Keeping the bedroom out of the boardroom…..and the boardroom out of the bedroom

Business Insights

Starting a new business can be challenging for work/life balance at the best of times – but when you’re one of the increasing number of couples starting a new business together are the boundaries harder to maintain?

We spoke to six leading entrepreneurs – or couplepreneurs if you like – couples running hugely successful businesses together about the challenges and benefits of being in business with your other half.

Keeping the bedroom out of the boardroom:

“This is not something that is particularly easy to do! It is natural to discuss what you have been up to during the day when you get home, even if you have spent all day working together! There is a tendency to never switch off, which, I imagine, is common for all business owners whether you are a couple or not.

“As with everything in life, you need to maintain a balance in what you are doing. Working and living together does have its distinct advantages but respecting each other’s space and having other individual interests can help ensure you can separate work and home life when you need to.”

Sarah and Chris Biggers – founders of the Courtyard Deli

Bristol based founders of TrueStart Coffee , Helena and Simon Hills have found that its gotten easier over time:

“Draw lines - rules that say when you start and stop working. It's not easy, but you have to do it. And don't beat yourself up if you "slip up" or have to work late - it's all part of it. We've got better at this over time - year one was full of burnout and meltdowns from having no routine or rules. We now recognise the signs a little better and know what we have to do to reset.”

Most important lesson to make a successful business with your other half?

The secret to success according to Dean Mason and Katy Pears who run Greencloud IT – based just outside Manchester is

“not to bring personal life into work, and keep it strictly business. Work together in moving the business forward. Make the passion relay into bringing new deals in and work on it together to enjoy the success.”

For Cat Benger and Ben Webeck founders of ABCpure its all about give and take.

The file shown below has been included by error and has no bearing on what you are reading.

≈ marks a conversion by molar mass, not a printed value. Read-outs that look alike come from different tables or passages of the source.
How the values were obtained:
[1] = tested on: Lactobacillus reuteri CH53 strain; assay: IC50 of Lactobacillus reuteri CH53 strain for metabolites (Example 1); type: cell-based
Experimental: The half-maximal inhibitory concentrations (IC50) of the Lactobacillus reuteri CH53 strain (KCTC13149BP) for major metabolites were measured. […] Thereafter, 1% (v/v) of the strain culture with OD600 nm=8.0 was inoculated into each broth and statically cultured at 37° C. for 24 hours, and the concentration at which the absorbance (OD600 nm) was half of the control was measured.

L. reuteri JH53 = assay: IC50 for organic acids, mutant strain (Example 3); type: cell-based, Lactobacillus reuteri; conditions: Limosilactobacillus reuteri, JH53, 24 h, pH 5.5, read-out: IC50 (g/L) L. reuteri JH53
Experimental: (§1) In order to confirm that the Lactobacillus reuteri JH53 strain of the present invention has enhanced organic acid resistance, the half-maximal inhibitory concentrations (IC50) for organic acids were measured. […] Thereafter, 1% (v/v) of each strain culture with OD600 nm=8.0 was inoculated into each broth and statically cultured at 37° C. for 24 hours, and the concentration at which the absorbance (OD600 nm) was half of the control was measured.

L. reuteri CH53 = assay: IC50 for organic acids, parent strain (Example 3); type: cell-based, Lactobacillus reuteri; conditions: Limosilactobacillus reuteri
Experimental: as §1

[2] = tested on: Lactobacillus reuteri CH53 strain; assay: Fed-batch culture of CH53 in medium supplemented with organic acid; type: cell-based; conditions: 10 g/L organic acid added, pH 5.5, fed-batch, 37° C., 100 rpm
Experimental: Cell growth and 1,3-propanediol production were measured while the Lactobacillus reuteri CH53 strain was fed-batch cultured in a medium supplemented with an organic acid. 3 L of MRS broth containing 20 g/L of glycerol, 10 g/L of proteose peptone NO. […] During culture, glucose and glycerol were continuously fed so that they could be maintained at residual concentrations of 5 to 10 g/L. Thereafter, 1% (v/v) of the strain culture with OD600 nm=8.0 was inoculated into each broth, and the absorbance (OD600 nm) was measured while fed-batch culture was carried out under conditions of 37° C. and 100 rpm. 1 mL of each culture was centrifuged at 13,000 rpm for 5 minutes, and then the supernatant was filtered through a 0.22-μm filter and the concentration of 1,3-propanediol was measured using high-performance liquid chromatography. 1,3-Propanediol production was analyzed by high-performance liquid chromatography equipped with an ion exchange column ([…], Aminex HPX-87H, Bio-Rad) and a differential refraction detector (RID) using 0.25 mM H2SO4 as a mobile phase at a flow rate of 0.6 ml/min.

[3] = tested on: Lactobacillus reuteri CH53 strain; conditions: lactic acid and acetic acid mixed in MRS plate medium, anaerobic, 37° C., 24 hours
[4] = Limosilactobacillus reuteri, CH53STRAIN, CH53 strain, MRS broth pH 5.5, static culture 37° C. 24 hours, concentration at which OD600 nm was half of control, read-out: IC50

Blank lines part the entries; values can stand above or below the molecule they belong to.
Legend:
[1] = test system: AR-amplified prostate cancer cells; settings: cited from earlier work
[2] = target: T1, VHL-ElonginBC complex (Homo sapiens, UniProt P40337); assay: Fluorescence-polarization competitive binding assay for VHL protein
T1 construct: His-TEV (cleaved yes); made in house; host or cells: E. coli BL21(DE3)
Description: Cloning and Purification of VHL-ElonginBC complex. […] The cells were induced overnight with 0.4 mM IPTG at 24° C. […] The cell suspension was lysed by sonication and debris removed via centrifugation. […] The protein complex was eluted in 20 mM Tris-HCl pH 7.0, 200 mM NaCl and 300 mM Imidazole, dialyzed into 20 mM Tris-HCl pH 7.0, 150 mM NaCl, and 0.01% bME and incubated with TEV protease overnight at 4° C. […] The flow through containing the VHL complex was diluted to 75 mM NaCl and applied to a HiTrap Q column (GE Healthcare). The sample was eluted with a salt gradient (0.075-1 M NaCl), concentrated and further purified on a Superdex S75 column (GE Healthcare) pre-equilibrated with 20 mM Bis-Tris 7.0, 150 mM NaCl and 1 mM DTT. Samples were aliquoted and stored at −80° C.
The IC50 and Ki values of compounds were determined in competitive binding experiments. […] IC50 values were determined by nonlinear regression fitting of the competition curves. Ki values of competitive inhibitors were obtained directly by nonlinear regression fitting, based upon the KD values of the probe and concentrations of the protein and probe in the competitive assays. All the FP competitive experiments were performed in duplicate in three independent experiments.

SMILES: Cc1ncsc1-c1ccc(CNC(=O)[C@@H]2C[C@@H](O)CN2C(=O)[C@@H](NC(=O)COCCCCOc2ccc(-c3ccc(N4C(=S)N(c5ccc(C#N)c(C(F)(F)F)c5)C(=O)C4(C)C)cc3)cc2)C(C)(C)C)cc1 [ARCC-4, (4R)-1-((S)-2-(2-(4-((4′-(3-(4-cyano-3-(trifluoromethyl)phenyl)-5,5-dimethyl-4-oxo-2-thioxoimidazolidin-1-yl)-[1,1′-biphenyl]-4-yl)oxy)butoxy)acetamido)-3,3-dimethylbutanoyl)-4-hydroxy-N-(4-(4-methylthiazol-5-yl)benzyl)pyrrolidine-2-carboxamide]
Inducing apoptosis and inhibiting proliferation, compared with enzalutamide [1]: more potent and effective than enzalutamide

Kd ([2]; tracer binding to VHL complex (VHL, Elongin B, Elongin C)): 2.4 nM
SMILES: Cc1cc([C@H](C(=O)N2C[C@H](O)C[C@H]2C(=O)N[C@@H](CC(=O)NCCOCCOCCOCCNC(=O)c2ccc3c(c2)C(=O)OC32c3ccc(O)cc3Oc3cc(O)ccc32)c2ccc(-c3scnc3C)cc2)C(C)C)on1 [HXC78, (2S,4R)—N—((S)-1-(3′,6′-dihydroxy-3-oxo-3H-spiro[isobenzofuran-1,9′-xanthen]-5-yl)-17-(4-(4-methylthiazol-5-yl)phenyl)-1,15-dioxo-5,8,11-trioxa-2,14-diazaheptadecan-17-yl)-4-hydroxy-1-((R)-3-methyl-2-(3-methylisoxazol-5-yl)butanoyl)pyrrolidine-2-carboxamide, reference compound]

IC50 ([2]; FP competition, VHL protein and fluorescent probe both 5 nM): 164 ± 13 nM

For Ben:

“Quickly learning / identifying and then taking advantage of each other’s strengths and likes.”

And for Cat:

“It was understanding and recognising we both work in quite different ways and accepting that is ok. Our own unique approaches to suit us will be the most effective and yield the best results.”

And if you had to do it all over again what one thing would you do differently?

“Not rush. When the company first formed we weren’t really ready. We had no clients, no office nothing. It was chaos. Making the decision to build a business of our own and leave our respective day jobs, and moreover the guaranteed income was done almost overnight. In hindsight it forced us to work quicker and to get the business performing right from the start, but if we were to do it again we’d definitely make sure we were a little more prepared.”

Robbie and Zoe Woodward of Ohana Comms

A view echoed byJonathan and Ashley Shine founders of Mini-Epic

“We'd be more patient. We launched very quickly with our minimal viable product (MVP), partly because our offering was so unique we wanted to be the first out there, but also because we wanted to start generating revenue. In retrospect we could have afforded to be more patient, allowing us time to refine our marketing and commercial strategies before getting it out there.”

And finally -

All of the couples we spoke to felt that the benefits of being in business together were enormous. Far from the myth that it would be disastrous for their personal relationship - their relationships have benefitted. A few practical ground rules have really helped separate bedroom and boardroom and create a healthy and effective work/life balance:

“If we really need to talk about something to do with the business at home, we have a set time each day where we can do so. After that, the phones are turned off and the laptops are closed. When we launched our business we struggled with this a lot, and realised we were living our business, not our we challenged ourselves for one week, not to talk about business at home. And it was a revelation. The business didn't go under over night. The email we thought we should reply to immediately suffered no ill for being attended to in the morning. And most importantly we got to enjoy our family and each other as we should.”

Jonathan and Ashley Shine founders of Mini-Epic

Helena and Simon of TrueStart Coffee agree,

“we've found it's critical to have "switch off" time too - we're husband and wife above everything else, and now Mum and Dad to baby Leo. Nothing else matters as much as that, and we've recently found a rhythm and routine that gives us space to be all three - founders, partners and parents - every day.”

Seems like with good communication and lots of effort it really is possible to have it all…..

All of the businesses featured in this piece are founder members of Couplepreneurs a new global network for couples running businesses together. Find out more at